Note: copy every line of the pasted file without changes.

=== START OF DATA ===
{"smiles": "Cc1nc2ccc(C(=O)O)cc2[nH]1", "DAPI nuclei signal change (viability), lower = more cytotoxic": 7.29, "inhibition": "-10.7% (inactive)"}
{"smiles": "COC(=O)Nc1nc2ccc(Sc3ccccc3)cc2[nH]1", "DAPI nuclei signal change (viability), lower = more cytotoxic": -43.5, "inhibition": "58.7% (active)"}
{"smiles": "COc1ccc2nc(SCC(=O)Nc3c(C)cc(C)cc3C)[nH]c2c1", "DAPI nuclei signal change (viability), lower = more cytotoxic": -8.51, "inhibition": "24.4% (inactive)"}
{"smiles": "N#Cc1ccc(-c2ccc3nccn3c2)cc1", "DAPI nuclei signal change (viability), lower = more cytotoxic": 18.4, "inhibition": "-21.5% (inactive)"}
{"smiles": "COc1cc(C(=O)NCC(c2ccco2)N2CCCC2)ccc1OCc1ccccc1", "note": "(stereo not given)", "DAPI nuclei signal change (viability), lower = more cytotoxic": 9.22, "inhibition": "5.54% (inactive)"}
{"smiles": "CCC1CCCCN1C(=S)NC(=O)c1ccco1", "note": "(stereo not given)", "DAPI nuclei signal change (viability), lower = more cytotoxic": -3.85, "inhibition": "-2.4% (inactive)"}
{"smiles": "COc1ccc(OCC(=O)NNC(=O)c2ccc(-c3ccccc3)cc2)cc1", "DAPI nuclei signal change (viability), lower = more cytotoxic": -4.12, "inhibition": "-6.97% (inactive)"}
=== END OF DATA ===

{"smiles": "Cc1nc2ccc(C(=O)O)cc2[nH]1", "DAPI nuclei signal change (viability), lower = more cytotoxic": 7.29, "inhibition": "-10.7% (inactive)"}
{"smiles": "COC(=O)Nc1nc2ccc(Sc3ccccc3)cc2[nH]1", "DAPI nuclei signal change (viability), lower = more cytotoxic": -43.5, "inhibition": "58.7% (active)"}
{"smiles": "COc1ccc2nc(SCC(=O)Nc3c(C)cc(C)cc3C)[nH]c2c1", "DAPI nuclei signal change (viability), lower = more cytotoxic": -8.51, "inhibition": "24.4% (inactive)"}
{"smiles": "N#Cc1ccc(-c2ccc3nccn3c2)cc1", "DAPI nuclei signal change (viability), lower = more cytotoxic": 18.4, "inhibition": "-21.5% (inactive)"}
{"smiles": "COc1cc(C(=O)NCC(c2ccco2)N2CCCC2)ccc1OCc1ccccc1", "note": "(stereo not given)", "DAPI nuclei signal change (viability), lower = more cytotoxic": 9.22, "inhibition": "5.54% (inactive)"}
{"smiles": "CCC1CCCCN1C(=S)NC(=O)c1ccco1", "note": "(stereo not given)", "DAPI nuclei signal change (viability), lower = more cytotoxic": -3.85, "inhibition": "-2.4% (inactive)"}
{"smiles": "COc1ccc(OCC(=O)NNC(=O)c2ccc(-c3ccccc3)cc2)cc1", "DAPI nuclei signal change (viability), lower = more cytotoxic": -4.12, "inhibition": "-6.97% (inactive)"}